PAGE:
firefighter Chris Fields

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The blast killed 168 people, including 19 children, injured hundreds more and caused hundreds of millions of dollars in damage to structures and vehicles in the downtown area. Photo AP.

The bomb killed 168 people, including 19 children, injured hundreds more and caused hundreds of millions of dollars in damage to structures and vehicles in the downtown area. Photo AP.

The Oklahoma City Bombing

On April 19, 1995, around 9:03 a.m., just after parents dropped their children off at day care at the Murrah Federal Building in downtown Oklahoma City, the unthinkable happened.

A massive bomb inside a rental truck exploded, blowing half of the nine-story building into oblivion. A stunned nation watched as the bodies of men, women, and children were pulled from the rubble for nearly two weeks.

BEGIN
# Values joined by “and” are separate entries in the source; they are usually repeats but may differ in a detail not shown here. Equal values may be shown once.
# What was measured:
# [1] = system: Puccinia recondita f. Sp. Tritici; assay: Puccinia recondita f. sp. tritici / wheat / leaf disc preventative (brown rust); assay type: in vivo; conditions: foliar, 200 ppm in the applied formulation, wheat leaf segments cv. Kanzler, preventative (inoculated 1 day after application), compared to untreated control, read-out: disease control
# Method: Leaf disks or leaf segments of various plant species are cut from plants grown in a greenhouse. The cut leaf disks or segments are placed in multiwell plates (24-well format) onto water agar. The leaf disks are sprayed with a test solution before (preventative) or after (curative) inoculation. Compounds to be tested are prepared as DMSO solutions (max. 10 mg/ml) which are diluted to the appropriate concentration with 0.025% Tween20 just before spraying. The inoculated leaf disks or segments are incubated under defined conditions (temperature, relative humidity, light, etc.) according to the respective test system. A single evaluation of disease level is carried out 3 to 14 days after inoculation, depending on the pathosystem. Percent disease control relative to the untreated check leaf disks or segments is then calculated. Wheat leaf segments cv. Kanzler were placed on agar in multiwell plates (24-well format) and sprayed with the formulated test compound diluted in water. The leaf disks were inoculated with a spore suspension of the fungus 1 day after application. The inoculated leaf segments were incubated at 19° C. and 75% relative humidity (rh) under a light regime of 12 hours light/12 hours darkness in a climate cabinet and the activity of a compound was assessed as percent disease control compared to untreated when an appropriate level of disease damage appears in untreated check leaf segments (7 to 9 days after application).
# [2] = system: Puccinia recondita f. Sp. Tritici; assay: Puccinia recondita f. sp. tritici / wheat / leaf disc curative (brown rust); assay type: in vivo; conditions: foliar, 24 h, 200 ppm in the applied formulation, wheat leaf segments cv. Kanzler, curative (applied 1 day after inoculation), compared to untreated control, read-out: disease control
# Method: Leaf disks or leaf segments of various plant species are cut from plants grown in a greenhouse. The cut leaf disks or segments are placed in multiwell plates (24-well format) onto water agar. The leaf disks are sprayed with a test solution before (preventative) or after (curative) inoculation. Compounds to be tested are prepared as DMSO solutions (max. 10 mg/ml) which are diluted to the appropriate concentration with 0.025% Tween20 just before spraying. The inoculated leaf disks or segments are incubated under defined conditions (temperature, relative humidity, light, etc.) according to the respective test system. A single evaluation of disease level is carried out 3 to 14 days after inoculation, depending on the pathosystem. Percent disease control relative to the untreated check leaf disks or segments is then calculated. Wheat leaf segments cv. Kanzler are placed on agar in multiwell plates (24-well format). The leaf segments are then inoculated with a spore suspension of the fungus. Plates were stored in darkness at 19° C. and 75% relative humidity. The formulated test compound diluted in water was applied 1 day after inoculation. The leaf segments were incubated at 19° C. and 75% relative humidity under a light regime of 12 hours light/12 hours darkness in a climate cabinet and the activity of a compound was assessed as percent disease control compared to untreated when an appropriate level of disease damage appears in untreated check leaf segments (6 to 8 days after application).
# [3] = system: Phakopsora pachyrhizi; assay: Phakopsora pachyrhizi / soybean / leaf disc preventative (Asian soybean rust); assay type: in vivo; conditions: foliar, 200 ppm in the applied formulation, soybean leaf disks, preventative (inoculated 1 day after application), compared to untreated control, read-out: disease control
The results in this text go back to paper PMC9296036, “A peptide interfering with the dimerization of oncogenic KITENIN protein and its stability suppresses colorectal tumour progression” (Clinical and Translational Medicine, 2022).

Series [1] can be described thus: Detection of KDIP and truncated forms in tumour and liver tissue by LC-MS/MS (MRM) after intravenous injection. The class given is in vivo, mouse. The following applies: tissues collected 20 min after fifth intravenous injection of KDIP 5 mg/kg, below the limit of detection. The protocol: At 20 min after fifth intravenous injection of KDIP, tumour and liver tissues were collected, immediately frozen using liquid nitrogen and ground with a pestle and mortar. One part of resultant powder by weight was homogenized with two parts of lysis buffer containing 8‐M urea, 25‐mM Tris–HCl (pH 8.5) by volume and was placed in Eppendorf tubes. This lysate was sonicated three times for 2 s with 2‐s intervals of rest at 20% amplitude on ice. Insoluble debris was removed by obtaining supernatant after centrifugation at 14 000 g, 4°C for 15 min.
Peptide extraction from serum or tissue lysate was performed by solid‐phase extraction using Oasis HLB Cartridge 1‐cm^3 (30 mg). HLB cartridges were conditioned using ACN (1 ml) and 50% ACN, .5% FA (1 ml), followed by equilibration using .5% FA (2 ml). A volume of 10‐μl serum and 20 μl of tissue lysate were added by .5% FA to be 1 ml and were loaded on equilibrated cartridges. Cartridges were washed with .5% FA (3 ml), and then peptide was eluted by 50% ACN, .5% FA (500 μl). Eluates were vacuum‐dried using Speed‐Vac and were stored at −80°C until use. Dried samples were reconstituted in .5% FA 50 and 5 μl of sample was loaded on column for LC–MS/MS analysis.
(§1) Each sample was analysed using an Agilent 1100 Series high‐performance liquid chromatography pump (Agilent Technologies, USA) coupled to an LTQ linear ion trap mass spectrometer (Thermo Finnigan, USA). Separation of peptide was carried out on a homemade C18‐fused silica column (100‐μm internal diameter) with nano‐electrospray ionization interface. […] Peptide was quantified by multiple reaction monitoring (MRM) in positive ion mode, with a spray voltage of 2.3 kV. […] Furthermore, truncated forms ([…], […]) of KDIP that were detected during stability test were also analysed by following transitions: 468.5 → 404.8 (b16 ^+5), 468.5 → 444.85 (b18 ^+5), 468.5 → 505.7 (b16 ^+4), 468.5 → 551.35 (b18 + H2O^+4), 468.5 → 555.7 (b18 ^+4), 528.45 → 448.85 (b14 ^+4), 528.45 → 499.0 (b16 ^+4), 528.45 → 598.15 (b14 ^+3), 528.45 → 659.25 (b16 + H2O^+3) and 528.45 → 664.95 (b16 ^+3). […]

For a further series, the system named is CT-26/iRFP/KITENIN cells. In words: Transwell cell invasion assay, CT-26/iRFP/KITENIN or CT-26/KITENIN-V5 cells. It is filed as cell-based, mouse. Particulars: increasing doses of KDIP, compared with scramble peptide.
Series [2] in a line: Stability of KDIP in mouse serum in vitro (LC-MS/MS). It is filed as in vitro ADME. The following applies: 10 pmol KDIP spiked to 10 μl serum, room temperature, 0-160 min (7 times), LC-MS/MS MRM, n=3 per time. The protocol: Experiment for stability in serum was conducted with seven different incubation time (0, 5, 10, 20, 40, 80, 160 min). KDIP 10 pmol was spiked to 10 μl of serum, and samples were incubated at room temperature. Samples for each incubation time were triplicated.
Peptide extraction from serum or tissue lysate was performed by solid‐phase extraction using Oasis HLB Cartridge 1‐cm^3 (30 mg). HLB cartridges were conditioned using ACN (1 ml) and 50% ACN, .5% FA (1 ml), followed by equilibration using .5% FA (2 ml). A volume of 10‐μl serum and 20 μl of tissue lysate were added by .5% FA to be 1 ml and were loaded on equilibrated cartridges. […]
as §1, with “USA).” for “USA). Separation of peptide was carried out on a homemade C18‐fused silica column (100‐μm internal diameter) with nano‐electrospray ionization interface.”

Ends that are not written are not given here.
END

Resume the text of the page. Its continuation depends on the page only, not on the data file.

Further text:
When the smoke cleared and the exhausted rescue workers packed up and left, 168 people were dead.

Prosecutor Joseph Hartzler began his opening statement in the Timothy McVeigh trial by reminding the jury of the terror and the heartbreak:? “Ladies and gentlemen of the jury, April 19th, 1995, was a beautiful day in Oklahoma City — at least it started out as a beautiful day. The sun was shining. Flowers were blooming. It was springtime in Oklahoma City.

Sometime after six o’clock that morning, Tevin Garrett’s mother woke him up to get him ready for the day. He was only 16 months old. He was a toddler; and as some of you know that have experience with toddlers, he had a keen eye for mischief. He would often pull on the cord of her curling iron in the morning, pull it off the counter top until it fell down, often till it fell down on him. That morning, she picked him up and wrestled with him on her bed before she got him dressed. She remembers this morning because that was the last morning of his life….”

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